Two layers of a culture: Images and obsessive fears

Each national culture is characterised by images of ways of living and working together that one either aspires to or rejects. These images involve visions of authority, freedom, dignity and duty. Significant efforts are made to draw everyday reality closer to positive images and further away from negative images.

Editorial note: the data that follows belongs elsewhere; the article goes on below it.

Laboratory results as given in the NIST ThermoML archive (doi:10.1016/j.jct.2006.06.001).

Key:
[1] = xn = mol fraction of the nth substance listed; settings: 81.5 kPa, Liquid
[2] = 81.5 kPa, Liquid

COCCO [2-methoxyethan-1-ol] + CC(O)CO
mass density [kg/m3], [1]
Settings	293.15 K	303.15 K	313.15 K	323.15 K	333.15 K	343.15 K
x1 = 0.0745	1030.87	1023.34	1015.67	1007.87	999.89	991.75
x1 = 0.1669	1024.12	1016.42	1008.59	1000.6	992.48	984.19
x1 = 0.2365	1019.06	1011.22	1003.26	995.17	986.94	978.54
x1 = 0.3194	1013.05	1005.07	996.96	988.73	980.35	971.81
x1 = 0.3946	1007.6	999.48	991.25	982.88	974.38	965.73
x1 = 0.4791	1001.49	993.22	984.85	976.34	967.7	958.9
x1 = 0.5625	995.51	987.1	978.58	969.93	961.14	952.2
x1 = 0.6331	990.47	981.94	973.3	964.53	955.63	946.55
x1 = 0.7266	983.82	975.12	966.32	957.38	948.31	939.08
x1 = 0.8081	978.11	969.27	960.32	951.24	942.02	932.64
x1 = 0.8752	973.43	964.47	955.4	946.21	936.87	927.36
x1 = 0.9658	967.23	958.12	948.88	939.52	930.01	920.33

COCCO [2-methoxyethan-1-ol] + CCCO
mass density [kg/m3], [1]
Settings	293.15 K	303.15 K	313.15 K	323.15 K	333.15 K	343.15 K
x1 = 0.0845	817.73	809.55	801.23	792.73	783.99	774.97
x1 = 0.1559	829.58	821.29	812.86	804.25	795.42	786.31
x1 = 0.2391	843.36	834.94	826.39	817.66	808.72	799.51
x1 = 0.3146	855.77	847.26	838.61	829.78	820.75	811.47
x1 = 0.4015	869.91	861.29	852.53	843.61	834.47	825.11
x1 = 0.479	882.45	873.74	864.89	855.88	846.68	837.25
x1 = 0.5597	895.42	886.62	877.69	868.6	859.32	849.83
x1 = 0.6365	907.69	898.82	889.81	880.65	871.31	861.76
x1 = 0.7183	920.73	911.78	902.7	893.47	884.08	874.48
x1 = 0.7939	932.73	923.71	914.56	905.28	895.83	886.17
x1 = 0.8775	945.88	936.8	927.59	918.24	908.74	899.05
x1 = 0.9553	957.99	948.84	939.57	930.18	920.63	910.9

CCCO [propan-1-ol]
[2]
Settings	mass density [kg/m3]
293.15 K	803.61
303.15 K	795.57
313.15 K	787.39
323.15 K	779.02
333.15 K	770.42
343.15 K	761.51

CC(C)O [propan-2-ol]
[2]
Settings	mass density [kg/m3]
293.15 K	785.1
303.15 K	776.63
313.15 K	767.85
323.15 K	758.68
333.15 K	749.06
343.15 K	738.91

These images, and the affects that are associated with them, are related to the existence, within each society, of a central obsessive fear, associated with the perils that it is essential to ward off (contacts with an individual considered to be impure in India, the fact of not being in control of one’s destiny in the USA, the chaos caused by the outburst of emotions in Bali, the fact of being reduced to one’s own powerlessness in Mexico, etc.). The meaning taken on by events and situations is marked by the attention given to everything that resonates with these obsessive fears. The desire to escape from the most feared peril is a fundamental driver for action. It conditions both the acceptance of routines and the way in which innovations are received. This is the case for both the daily action of each individual and for the construction of institutions.

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